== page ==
Washington, DC Metro Station on a cold January morning in 2007. The man with a violin played six Bach pieces for about 45 minutes. During that time approximately. 2 thousand people went through the station, most of them on their way to work. After 3 minutes a middle aged man noticed there was a musician playing. He slowed his pace and stopped for a few seconds and then hurried to meet his schedule.
4 minutes later:
The violinist received his first dollar: a woman threw the money in the hat and, without stopping, continued to walk.
A young man leaned against the wall to listen to him, then looked at his watch and started to walk again.
A 3-year old boy stopped but his mother tugged him along hurriedly. The kid stopped to look at the violinist again, but the mother pushed hard and the child continued to walk, turning his head all the time. This action was repeated by several other children. Every parent, without exception, forced their children to move on quickly.
The musician played continuously. Only 6 people stopped and listened for a short while. About 20 gave money but continued to walk at their normal pace. The man collected a total of $32.
He finished playing and silence took over. No one noticed. No one applauded, nor was there any recognition.
No one knew this, but the violinist was Joshua Bell, one of the greatest musicians in the world. He played one of the most intricate pieces ever written, with a violin worth $3.5 million dollars. Two days before Joshua Bell sold out a theater in Boston where the seats averaged $100.
This is a true story. Joshua Bell playing incognito in the metro station was organized by the Washington Post as part of a social experiment about perception, taste and people’s priorities.
The questions raised:
*In a common place environment at an inappropriate hour, do we perceive beauty?
*Do we stop to appreciate it?
*Do we recognize talent in an unexpected context?
One possible conclusion reached from this experiment could be this:
If we do not have a moment to stop and listen to one of the best musicians in the world, playing some of the finest music ever written, with one of the most beautiful instruments ever made…
How many other things are we missing?
The goal of becoming a better person is within the reach of us all, at every moment. The tool for emerging from the primitive yoke of conditioned responses to the tangible freedom of the conscious life lies just behind our brow. We need only invoke the power of mindful awareness in any action of body, speech, or mind to elevate that action from the unconscious reflex of a trained creature to the awakened choice of a human being who is guided to a higher life by wisdom.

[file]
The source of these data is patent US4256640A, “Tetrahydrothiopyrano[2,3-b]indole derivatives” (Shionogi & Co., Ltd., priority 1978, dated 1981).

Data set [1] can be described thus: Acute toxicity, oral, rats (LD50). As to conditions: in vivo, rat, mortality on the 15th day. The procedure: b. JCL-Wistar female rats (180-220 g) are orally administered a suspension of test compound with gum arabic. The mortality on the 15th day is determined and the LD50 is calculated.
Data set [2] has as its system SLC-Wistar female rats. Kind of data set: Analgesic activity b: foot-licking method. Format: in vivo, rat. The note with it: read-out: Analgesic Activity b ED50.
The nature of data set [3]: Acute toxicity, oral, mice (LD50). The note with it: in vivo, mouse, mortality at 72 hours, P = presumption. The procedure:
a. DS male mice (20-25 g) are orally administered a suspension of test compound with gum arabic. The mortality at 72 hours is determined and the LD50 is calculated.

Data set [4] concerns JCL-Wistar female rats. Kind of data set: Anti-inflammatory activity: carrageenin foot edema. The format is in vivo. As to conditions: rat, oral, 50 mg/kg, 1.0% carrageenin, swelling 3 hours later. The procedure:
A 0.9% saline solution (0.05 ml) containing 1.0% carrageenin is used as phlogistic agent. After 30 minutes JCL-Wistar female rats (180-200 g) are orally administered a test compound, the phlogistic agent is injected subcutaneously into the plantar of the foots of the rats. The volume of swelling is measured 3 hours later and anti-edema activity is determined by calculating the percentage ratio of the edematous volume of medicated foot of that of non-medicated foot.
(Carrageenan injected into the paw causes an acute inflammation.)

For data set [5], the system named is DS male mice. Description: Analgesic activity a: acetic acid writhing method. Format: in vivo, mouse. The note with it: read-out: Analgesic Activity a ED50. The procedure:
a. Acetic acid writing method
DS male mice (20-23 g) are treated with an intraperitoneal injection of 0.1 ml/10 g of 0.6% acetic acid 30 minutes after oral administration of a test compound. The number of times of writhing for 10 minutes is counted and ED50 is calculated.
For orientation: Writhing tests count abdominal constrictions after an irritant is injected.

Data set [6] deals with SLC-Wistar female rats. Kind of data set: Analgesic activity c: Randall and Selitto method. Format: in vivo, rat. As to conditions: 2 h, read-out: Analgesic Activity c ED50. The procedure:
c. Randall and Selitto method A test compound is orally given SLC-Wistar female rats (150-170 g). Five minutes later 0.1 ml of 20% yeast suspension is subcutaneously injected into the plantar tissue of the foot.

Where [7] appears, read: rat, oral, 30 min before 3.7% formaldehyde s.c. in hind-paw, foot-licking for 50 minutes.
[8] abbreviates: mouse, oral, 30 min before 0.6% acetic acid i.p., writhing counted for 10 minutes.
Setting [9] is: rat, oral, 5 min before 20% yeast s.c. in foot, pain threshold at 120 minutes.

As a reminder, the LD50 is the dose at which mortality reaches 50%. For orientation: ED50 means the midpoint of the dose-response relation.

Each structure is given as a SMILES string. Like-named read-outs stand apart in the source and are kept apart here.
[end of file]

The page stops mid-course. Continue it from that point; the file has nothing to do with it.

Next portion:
Do not choose a coward’s explanation
That hides behind the cause and the effect.
Seth: You have such vivid Christian imagery in many of your songs, and much of it is contrasted with the selfishness of the “modern” individual. I was wondering what’s your take on the state of Christianity today?
Leonard Cohen: Dear Seth, I don’t really have a ‘take on the state of Christianity.’ But when I read your question, this answer came to mind:
“As I understand it, into the heart of every Christian, Christ comes, and Christ goes. When, by his Grace, the landscape of the heart becomes vast and deep and limitless, then Christ makes His abode in that graceful heart, and His Will prevails. The experience is recognized as Peace. In the absence of this experience much activity arises, divisions of every sort. Outside of the organizational enterprise, which some applaud and some mistrust, stands the figure of Jesus, nailed to a human predicament, summoning the heart to comprehend its own suffering by dissolving itself in a radical confession of hospitality.”
—from a friend on Facebook.
If not now, when? If not here, where?
The things that happen to me day after day, the things that claim me day after day—these contain my essential task.
When we deeply ask, “What or who am I?” we allow ourselves to become what Zen Master Hakuin called “The Great Doubt:” At the bottom of great doubt lies great awakening. If you doubt fully, you will awaken fully.
Your brightness is my darkness.
I know nothing of You and, by myself,
I cannot even imagine how to go about knowing You.
If I imagine You, I am mistaken.
If I understand You, I am deluded.
If I am conscious and certain I know You, I am crazy.
The darkness is enough.